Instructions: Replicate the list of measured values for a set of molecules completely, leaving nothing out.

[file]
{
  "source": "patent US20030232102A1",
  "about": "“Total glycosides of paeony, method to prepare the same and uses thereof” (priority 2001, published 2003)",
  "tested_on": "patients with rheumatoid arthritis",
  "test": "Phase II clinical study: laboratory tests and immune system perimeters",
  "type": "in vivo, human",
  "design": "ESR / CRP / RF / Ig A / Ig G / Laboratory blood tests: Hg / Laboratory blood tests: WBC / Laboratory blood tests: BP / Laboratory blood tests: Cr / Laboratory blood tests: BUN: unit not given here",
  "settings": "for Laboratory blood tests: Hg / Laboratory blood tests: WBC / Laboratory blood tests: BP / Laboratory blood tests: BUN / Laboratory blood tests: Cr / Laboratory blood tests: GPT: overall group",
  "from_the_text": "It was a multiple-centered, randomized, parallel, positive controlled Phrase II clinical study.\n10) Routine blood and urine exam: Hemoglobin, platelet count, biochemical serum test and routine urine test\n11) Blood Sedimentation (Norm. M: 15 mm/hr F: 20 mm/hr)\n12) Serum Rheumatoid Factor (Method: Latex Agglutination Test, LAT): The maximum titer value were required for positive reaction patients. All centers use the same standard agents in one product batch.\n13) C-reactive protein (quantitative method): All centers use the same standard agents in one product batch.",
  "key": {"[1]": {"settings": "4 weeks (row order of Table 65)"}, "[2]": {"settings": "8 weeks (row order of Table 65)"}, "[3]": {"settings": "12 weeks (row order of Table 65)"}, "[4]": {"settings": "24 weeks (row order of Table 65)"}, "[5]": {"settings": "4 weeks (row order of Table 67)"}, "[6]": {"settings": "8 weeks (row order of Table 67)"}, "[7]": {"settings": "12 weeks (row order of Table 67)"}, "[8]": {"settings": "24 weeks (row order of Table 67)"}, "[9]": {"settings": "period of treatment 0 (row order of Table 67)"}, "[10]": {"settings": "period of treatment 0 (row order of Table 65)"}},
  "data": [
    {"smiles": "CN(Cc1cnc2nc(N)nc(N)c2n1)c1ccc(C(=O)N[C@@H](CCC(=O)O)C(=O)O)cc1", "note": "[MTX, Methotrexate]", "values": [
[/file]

{
  "source": "patent US20030232102A1",
  "about": "“Total glycosides of paeony, method to prepare the same and uses thereof” (priority 2001, published 2003)",
  "tested_on": "patients with rheumatoid arthritis",
  "test": "Phase II clinical study: laboratory tests and immune system perimeters",
  "type": "in vivo, human",
  "design": "ESR / CRP / RF / Ig A / Ig G / Laboratory blood tests: Hg / Laboratory blood tests: WBC / Laboratory blood tests: BP / Laboratory blood tests: Cr / Laboratory blood tests: BUN: unit not given here",
  "settings": "for Laboratory blood tests: Hg / Laboratory blood tests: WBC / Laboratory blood tests: BP / Laboratory blood tests: BUN / Laboratory blood tests: Cr / Laboratory blood tests: GPT: overall group",
  "from_the_text": "It was a multiple-centered, randomized, parallel, positive controlled Phrase II clinical study.\n10) Routine blood and urine exam: Hemoglobin, platelet count, biochemical serum test and routine urine test\n11) Blood Sedimentation (Norm. M: 15 mm/hr F: 20 mm/hr)\n12) Serum Rheumatoid Factor (Method: Latex Agglutination Test, LAT): The maximum titer value were required for positive reaction patients. All centers use the same standard agents in one product batch.\n13) C-reactive protein (quantitative method): All centers use the same standard agents in one product batch.",
  "key": {"[1]": {"settings": "4 weeks (row order of Table 65)"}, "[2]": {"settings": "8 weeks (row order of Table 65)"}, "[3]": {"settings": "12 weeks (row order of Table 65)"}, "[4]": {"settings": "24 weeks (row order of Table 65)"}, "[5]": {"settings": "4 weeks (row order of Table 67)"}, "[6]": {"settings": "8 weeks (row order of Table 67)"}, "[7]": {"settings": "12 weeks (row order of Table 67)"}, "[8]": {"settings": "24 weeks (row order of Table 67)"}, "[9]": {"settings": "period of treatment 0 (row order of Table 67)"}, "[10]": {"settings": "period of treatment 0 (row order of Table 65)"}},
  "data": [
    {"smiles": "CN(Cc1cnc2nc(N)nc(N)c2n1)c1ccc(C(=O)N[C@@H](CCC(=O)O)C(=O)O)cc1", "note": "[MTX, Methotrexate]", "values": [